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This spring we’re bringing you a new hero


Built not Bought: Ten years of Betty

10 years ago we rescued a 1955 cast iron Probat roaster and lovingly restored her back to life, naming her Betty. 2020 marks a decade of Betty in the roastery - ten years of restoration and rebuilding the old in favour of buying new. How better to celebrate, than with a coffee named after our beloved Betty.

80% of Extract’s coffee is roasted by women, but female coffee farmers remain a rarity. For our Betty espresso, we were adamant from day 1 that the entire supply chain should be run by women, from crop to cup.

Launching today, on International Women’s Day, Betty is a blend of natural and honey-process resulting in a rich and fruity espresso with the acidity of soured cherries and the sweetness of chocolate bourbon biscuits. Delicious both black and with milk.

We’ll be sharing our story about the rescue and restoration of our roaster, Betty, on the blog later this year, but first we wanted to tell you a little more about the coffee...

Two incredible female farmer grown coffees

Pictured: Owner Epiphanie Mukashyaka and her son


After Epiphanie Mukashyaka was widowed during the 1994 Rwandan genocide she chose not to leave her family’s small coffee farm and with it, her community.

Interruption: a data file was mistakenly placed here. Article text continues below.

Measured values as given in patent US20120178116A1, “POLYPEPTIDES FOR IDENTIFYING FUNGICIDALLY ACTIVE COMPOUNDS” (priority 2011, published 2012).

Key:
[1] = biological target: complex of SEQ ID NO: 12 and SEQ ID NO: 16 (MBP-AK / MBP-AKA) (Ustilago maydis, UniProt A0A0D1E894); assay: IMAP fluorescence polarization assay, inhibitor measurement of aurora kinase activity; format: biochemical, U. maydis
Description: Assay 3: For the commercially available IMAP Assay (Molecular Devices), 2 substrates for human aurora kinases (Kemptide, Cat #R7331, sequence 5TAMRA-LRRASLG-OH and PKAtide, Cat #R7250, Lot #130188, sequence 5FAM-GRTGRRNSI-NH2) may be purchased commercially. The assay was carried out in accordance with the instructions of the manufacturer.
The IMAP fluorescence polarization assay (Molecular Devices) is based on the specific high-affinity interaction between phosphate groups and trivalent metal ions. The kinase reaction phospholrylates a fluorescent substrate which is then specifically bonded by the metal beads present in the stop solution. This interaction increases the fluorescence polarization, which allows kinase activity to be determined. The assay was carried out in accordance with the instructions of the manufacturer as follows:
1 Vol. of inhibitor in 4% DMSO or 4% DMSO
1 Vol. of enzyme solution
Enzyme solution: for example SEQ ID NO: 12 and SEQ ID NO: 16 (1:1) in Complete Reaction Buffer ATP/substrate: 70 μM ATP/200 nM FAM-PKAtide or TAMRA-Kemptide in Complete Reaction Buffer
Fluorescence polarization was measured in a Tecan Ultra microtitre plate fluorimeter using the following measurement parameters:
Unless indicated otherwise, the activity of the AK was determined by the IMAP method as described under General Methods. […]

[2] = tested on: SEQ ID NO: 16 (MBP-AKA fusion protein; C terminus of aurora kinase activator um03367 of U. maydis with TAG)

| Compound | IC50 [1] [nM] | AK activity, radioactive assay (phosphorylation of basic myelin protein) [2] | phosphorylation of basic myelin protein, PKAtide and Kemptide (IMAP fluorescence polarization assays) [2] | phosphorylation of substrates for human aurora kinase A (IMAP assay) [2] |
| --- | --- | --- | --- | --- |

Out of tragedy, necessity, and pragmatism, women, up to 80 per cent of Rwanda’s surviving population, stepped in to fill the leadership void after the genocide. Aided by women’s civil society groups, lawmakers have introduced some of the most women-friendly policies in the world. (1)

Projects such as the USAID-financed PEARL project and it’s successor SPREAD began with the aim of drastically improving coffee quality in Rwanda to give female farmers just like Epiphanie access to the speciality coffee market.

In 2003, with help from the PEARL project, Epiphanie founded Buf Café. She now runs three washing stations, processing coffees from three cooperatives and more than 200 neighbouring farms as well as her own coffee plants. Her incredible story is inspiring female entrepreneurs throughout Rwanda’s coffee sector.

The level of care that Epiphanie takes over the processing of her coffee is impressive.

The coffee we are using for Betty Espresso is a pulped natural process using 100% Red Bourbon coffee cherries.

Cherries are hand-picked only when fully ripe and then pulped that same evening. After pulping, the coffee is fermented overnight, then sorted and dried.

As at most washing stations in Rwanda, the majority of the sorting is done by hand, by women. First on a covered pre-drying table, and then on the drying tables. By carefully controlling the humidity and moisture content, the fruit of the cherry ferments imparting a delicious, rich fruit flavour into the final bean.

Our job, as roasters, is to get the roast profile for this coffee just right to allow these flavours to really shine in the final cup.

‘Out of tragedy, necessity, and pragmatism, women, up to 80 percent of Rwanda’s surviving population—stepped in to fill the leadership void after the genocide. Aided by women’s civil society groups, lawmakers have introduced some of the most women-friendly policies in the world.’